Climate debt news
Ed, E.ON and everyone?
Today saw the launch of the 10:10 campaign; for individuals and businesses in the UK to reduce their emissions by 10 per cent in 2010. This is matched by a demand for Ed Miliband to commit the UK government to a target of cutting emissions by as close to 10 per cent as possible in the same year.
It would be excellent if UK emissions did fall by 10 per cent next year. As East Africa once again suffers from drought, and latest predictions that climate change is already killing 300,000 people every year, such a cut would be an acknowledgment that dangerous climate change is already with us. We must cut emissions by as much as possible as soon as possible.
The chances of UK emissions falling by 10 per cent looked more likely as we heard that E.ON, along with EDF, Centrica and Scottish and Southern Energy, are joining the campaign. E.ON by itself emits around 30 million tonnes of carbon dioxide a year, generating 10 per cent of the UK’s electricity and over 15 per cent of the UK’s emissions from electricity. Presumably E.ON will be shutting down its Kingsnorth coal power station in 2010, five years ahead of schedule, which would meet the 10:10 target and double it to 20 per cent in 2010.
Alas no. E.ON is launching “a nationwide drive to help homeowners and small businesses cut their energy use by 10% by the end of 2010”, rather than doing anything themselves to cut the gargantuan emissions spewing forth from their dinosaur coal power plants at Ratcliffe in Nottinghamshire and Kingsnorth in Kent.
So in our individualistic world the responsibility for tackling climate change once again gets passed on to the choices of individual consumers rather than the business decisions of corporate giants and political decisions of our supposed leaders.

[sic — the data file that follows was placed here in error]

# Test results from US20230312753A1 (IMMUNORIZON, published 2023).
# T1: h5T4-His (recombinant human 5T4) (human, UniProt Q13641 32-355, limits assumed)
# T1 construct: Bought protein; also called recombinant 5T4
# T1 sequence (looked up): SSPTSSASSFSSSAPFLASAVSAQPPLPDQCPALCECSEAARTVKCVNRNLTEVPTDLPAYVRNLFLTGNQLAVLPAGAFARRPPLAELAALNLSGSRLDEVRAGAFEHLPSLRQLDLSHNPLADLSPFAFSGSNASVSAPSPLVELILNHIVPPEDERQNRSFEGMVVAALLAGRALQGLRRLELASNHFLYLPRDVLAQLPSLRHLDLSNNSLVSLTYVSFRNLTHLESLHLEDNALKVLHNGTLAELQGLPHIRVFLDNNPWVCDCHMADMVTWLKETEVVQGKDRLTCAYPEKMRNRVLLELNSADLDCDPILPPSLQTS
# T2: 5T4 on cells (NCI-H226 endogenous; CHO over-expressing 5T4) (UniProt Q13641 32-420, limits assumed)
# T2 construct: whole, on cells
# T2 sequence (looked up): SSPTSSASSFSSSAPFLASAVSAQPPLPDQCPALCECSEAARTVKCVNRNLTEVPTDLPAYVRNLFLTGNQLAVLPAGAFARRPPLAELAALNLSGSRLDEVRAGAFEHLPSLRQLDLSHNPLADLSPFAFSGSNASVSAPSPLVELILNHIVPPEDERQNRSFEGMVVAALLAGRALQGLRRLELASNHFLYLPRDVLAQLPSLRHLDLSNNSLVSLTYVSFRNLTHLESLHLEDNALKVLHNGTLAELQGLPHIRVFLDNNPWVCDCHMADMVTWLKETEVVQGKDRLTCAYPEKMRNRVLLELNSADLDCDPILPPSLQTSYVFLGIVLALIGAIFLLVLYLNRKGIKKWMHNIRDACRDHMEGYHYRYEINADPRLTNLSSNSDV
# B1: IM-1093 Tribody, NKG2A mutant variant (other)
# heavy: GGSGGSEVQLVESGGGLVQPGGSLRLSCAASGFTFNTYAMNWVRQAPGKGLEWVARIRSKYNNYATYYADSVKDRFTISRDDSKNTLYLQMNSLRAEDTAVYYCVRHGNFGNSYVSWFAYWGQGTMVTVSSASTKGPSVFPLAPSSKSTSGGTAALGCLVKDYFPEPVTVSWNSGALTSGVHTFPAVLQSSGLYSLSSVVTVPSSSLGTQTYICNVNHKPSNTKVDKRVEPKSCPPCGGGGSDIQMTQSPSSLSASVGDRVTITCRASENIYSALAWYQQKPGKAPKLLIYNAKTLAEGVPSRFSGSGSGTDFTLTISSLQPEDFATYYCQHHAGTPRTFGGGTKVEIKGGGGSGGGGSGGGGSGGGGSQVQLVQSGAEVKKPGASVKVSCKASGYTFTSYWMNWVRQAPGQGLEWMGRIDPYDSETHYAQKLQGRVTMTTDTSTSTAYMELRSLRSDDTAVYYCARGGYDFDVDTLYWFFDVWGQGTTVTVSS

Of course everyone should be aiming to reduce their emissions not just by 10 per cent in 2010, but by as much as possible as soon as possible. Those individuals who have signed up in support of such action should be congratulated. Many may have already exceeded the 10 per cent target. Others may have done all they can, but can’t put insulation in their privately rented home, get electricity from a low carbon national grid or access adequate public transport.
But more importantly, EON’s participation in the campaign deflects from their and the government’s responsibility. If E.ON is allowed to build a new coal power station at Kingsnorth, to be followed by RWE in Tilbury and Scottish and Southern Energy at Ferrybridge, these personal actions will disappear in a big cloud of coal dust. And 100,000 people could lose access to their water supplies solely because of the climate change caused by the emissions from E.ON’s new monster.
The World Development Movement has always argued that political action is the key to tackling climate change. Personal action by itself is not enough.
If Ed Miliband wants to sign-up to a target of cutting emissions by 10 per cent in 2010 that would be great. What will be more important is implementing policies to ensure this happens, such as ending the fuel tax breaks on the aviation industry, granting more subsidies for renewable energy and ensuring all homes are fitted with the best possible insulation – especially those homes not owned by the people who live in them.
What would be even better is doing this in 2009 ahead of the negotiations on climate change in Copenhagen in December, to show that rich countries, those responsible for climate change, are serious when they talk about becoming low carbon economies.
Most important is that we stop using coal, the dirtiest fossil fuel, to ensure emissions fall and continue to fall in 2010 and in the decade that follows. Ed Miliband is currently consulting on whether or not to do this - take action before the consultation closes on 9 September so that 09/09/2009 can be a date remembered for ruling out coal. For good.
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